Organizations Must Provide Value to Their Members to Survive
Continuing the discussion from the last post where I postulated that ISA and MESA struggle more than IEEE or other engineering organizations in retaining members, in this post I'll offer my take as to why. I already noted that societies that serve specific engineering disciplines like IEEE have a feeder system from academia that gives them a head start unlike the ISA or MESA where there are almost no academic degrees programs that turn out automation engineers.
We know people join groups because they are seeking one or more of several things; 1) Affinity with like-minded people for social reasons, 2) Education or professional development, 3) Career networking, 4) Economic advantages and 5) Potential for recognition including certification as a professional. It is the reason I belong to PADI for my scuba diving education and certification and the SCCA for my sports car racing activity. It is also why I joined IEEE while studying electrical engineering while in college. It was later in my career when I joined ISA and the now defunct ICS. I drifted away from ISA when the ICS was formed as ICS offerred a higher degree of affinity at the time - Industrial computing focused professionals instead of instrument techs.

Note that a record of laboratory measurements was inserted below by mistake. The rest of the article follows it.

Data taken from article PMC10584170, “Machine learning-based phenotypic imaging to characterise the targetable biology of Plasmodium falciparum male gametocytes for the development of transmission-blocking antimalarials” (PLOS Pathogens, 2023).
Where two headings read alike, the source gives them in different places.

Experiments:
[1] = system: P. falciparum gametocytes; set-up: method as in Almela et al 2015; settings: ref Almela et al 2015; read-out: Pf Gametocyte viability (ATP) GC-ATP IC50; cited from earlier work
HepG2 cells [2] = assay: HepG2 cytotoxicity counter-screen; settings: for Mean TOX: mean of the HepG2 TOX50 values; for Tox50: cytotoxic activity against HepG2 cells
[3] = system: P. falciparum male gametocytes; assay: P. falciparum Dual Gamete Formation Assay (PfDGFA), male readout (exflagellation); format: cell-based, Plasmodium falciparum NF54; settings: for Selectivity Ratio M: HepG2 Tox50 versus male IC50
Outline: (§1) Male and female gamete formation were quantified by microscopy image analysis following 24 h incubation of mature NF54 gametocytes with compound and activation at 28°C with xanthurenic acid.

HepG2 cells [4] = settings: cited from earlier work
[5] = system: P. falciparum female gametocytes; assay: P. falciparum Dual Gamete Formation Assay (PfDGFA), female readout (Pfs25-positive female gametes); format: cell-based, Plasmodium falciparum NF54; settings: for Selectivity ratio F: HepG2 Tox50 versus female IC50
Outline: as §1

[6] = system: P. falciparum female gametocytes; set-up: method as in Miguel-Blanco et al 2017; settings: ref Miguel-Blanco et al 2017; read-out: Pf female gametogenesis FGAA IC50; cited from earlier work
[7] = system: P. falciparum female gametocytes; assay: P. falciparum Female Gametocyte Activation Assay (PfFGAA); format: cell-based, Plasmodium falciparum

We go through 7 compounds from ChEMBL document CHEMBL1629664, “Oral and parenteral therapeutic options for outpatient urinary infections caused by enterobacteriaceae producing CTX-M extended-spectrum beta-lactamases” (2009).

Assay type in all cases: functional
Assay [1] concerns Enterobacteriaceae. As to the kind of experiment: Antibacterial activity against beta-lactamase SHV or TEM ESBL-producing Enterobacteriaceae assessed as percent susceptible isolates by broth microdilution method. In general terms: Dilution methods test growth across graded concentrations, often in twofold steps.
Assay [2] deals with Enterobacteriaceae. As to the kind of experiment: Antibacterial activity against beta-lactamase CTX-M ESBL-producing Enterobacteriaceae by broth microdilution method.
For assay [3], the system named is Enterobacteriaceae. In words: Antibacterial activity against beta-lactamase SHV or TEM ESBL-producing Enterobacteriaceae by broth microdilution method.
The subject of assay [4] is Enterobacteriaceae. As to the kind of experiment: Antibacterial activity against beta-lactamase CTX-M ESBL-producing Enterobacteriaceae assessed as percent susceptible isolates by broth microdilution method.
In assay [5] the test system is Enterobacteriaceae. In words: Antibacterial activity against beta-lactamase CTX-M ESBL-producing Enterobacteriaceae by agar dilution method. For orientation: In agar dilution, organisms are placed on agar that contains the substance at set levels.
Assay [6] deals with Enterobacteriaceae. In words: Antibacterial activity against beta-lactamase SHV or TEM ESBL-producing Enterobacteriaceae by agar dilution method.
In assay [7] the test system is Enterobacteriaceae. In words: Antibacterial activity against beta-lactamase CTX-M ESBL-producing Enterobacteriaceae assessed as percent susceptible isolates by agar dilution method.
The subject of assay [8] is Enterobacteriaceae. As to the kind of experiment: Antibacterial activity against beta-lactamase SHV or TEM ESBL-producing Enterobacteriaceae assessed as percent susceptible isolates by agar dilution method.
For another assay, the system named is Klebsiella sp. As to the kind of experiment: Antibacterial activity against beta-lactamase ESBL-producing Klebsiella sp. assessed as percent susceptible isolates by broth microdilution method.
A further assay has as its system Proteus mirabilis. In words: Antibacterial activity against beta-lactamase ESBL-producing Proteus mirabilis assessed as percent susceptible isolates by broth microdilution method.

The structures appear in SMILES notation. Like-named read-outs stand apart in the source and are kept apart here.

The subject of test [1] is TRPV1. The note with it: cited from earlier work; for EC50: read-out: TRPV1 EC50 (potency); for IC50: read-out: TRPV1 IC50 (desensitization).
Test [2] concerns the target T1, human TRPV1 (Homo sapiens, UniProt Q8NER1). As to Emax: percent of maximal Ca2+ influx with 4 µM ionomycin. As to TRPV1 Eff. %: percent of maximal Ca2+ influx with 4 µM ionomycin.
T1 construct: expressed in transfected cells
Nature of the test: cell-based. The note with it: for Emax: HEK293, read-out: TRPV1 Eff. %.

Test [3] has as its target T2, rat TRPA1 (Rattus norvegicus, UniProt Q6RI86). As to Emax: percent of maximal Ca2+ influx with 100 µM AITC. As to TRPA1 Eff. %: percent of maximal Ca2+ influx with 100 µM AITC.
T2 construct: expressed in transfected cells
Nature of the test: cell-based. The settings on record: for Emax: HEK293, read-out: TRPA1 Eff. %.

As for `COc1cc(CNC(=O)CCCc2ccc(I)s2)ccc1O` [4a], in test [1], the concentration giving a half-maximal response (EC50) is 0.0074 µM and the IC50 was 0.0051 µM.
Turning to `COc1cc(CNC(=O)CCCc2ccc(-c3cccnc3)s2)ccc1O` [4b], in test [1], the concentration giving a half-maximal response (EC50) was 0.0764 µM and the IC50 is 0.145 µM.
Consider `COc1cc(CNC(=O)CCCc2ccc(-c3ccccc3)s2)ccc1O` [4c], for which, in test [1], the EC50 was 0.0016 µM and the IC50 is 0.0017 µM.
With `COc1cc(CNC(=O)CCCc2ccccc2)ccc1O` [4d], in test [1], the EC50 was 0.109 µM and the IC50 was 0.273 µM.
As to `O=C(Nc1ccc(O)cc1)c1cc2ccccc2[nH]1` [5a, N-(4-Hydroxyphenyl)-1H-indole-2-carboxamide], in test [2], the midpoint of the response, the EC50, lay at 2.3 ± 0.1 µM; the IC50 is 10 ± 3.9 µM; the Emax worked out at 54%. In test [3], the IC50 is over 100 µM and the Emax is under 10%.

Yet ICS folded after about ten years from beginning to end and ISA is half the size it was at its peak - why? The Internet has something to do with it. I get a high degree of social interaction via LinkedIn and other social media tools. I can get education on-line as well or I get it specific to a particular piece of equipment or software direct from the vendor. Certification isn't required or particularly valuable in the automation field so that value add isn't real. Economic advantages like discounts are readily available through my other affiliations so there is little to offer there either.
Like ICS, the World Batch Forum started out with a lot of energy and vitality but as the batch manufacturing standards matured and technology evolved WBF merged itself into MESA. In the end - I believe that survival for ISA, MESA and other non engineering discipline specific societies requires focusing on how to deliver the things we can't get from the Internet: Primarily education and professional development. These groups need to keep asking themselves, what do the members want and how can we provide that in the most economical and user-friendly way. In the end, just like manufacturing itself the focus has to be on customer value.